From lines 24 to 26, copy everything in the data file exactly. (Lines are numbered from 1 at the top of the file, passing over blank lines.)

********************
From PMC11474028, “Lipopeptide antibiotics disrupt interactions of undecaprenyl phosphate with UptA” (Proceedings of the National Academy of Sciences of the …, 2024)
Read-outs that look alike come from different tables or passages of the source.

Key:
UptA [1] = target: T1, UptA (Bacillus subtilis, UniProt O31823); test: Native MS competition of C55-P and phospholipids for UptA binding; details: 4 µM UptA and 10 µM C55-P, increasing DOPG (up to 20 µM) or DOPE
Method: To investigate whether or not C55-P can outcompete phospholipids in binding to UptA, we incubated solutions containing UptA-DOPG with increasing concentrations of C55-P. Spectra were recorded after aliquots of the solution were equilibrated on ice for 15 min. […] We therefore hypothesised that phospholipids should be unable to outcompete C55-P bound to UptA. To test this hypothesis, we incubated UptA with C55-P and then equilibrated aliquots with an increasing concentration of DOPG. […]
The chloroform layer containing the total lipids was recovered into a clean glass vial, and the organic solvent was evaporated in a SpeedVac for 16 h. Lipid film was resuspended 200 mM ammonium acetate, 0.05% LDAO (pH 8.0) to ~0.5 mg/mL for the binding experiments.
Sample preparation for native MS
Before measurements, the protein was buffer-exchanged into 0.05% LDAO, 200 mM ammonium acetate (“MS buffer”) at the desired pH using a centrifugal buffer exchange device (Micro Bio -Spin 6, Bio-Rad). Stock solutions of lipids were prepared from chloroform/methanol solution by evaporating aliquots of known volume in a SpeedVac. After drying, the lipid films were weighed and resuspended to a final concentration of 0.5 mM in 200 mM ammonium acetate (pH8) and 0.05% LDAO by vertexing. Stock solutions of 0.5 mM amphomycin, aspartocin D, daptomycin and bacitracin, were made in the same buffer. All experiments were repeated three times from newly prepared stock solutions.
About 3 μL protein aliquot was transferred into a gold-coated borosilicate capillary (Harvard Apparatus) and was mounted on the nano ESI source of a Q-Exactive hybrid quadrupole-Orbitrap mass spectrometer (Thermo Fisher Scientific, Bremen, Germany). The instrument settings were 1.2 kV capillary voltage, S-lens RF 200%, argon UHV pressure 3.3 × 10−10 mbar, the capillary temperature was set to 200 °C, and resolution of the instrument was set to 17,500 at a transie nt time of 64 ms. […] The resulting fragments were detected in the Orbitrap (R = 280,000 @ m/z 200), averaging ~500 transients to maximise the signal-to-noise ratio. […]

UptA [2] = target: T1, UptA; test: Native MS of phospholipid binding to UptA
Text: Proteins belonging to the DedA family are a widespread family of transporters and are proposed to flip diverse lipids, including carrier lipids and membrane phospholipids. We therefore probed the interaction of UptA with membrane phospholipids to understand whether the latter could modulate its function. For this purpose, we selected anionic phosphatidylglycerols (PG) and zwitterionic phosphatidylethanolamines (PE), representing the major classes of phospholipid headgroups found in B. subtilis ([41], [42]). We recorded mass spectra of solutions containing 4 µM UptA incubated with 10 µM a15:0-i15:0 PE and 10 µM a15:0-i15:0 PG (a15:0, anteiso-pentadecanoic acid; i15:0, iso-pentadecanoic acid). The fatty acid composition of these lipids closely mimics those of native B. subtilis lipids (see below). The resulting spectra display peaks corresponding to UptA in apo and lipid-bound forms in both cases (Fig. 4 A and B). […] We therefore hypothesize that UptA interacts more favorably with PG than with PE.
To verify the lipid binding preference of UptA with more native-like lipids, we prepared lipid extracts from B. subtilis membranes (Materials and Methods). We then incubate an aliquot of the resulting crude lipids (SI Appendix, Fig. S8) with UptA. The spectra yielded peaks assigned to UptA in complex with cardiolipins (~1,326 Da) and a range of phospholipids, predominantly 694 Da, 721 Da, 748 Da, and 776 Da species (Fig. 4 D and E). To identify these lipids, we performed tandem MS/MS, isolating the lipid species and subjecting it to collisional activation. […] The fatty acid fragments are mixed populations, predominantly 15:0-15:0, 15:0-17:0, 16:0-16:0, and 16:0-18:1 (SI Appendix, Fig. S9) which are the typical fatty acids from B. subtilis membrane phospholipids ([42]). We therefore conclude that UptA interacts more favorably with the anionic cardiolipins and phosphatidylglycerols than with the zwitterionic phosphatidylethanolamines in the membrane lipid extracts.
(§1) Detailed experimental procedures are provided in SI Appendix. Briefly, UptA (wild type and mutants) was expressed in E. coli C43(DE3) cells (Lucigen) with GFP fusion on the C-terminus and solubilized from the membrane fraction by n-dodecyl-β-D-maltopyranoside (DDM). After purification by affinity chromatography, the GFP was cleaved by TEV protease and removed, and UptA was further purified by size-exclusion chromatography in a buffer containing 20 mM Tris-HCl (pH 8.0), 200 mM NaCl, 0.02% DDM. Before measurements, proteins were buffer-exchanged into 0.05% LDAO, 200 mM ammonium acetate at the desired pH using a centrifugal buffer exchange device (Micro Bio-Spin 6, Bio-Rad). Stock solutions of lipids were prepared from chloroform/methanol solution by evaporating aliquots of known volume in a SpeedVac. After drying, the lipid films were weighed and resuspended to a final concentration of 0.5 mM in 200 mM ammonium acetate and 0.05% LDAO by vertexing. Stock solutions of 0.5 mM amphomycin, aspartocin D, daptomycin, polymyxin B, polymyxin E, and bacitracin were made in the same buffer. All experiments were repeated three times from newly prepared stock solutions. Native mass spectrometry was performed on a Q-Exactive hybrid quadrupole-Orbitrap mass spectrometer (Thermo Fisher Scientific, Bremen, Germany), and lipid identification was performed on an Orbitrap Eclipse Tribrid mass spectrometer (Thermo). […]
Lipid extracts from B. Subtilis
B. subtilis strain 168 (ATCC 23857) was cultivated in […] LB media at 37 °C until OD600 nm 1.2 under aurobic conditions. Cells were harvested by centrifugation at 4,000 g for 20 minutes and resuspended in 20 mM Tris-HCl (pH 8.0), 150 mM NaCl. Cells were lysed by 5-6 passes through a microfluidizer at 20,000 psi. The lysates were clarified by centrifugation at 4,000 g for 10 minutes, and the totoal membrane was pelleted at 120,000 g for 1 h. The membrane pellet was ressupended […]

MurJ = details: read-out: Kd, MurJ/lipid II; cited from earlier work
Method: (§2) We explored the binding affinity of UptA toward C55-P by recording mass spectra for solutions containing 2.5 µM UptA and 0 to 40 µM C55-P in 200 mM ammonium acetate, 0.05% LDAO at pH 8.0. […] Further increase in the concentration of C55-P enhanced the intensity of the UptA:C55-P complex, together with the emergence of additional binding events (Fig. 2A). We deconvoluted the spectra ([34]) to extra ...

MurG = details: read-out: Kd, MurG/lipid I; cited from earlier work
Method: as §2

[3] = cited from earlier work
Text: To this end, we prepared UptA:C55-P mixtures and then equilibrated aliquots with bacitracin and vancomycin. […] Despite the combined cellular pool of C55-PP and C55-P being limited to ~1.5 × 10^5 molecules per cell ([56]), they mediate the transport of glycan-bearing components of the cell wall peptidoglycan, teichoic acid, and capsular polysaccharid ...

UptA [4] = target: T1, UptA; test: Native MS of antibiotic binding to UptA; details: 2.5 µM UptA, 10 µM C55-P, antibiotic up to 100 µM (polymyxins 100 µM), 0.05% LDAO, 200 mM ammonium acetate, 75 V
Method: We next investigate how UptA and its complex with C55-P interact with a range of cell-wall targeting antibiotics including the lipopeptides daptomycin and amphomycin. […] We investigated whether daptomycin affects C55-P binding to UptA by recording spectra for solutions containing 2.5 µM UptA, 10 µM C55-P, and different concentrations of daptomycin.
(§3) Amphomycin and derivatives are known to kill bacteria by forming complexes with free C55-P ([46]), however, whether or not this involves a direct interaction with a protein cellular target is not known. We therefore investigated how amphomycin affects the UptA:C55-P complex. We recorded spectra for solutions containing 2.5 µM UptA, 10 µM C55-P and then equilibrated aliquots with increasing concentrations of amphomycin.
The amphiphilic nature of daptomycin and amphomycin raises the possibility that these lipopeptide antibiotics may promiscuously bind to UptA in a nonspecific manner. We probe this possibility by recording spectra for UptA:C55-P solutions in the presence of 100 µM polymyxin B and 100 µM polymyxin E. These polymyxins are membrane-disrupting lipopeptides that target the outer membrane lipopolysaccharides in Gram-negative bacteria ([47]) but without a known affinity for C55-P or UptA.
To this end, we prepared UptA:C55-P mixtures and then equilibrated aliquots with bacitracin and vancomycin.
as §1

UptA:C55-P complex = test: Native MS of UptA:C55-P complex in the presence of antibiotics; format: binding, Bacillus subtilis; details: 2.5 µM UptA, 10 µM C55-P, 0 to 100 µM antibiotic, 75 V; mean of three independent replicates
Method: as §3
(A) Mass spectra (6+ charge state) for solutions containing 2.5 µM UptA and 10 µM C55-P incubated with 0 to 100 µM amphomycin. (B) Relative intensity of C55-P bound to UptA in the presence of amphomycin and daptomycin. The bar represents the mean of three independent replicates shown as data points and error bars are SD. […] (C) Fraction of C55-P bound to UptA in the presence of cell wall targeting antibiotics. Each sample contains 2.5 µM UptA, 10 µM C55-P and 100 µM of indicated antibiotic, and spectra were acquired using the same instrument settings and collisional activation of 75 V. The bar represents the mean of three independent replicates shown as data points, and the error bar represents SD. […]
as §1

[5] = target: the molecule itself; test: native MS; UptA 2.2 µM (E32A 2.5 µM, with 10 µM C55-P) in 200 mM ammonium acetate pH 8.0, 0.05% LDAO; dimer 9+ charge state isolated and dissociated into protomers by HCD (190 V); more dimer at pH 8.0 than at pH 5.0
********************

(§3) Amphomycin and derivatives are known to kill bacteria by forming complexes with free C55-P ([46]), however, whether or not this involves a direct interaction with a protein cellular target is not known. We therefore investigated how amphomycin affects the UptA:C55-P complex. We recorded spectra for solutions containing 2.5 µM UptA, 10 µM C55-P and then equilibrated aliquots with increasing concentrations of amphomycin.
The amphiphilic nature of daptomycin and amphomycin raises the possibility that these lipopeptide antibiotics may promiscuously bind to UptA in a nonspecific manner. We probe this possibility by recording spectra for UptA:C55-P solutions in the presence of 100 µM polymyxin B and 100 µM polymyxin E. These polymyxins are membrane-disrupting lipopeptides that target the outer membrane lipopolysaccharides in Gram-negative bacteria ([47]) but without a known affinity for C55-P or UptA.
To this end, we prepared UptA:C55-P mixtures and then equilibrated aliquots with bacitracin and vancomycin.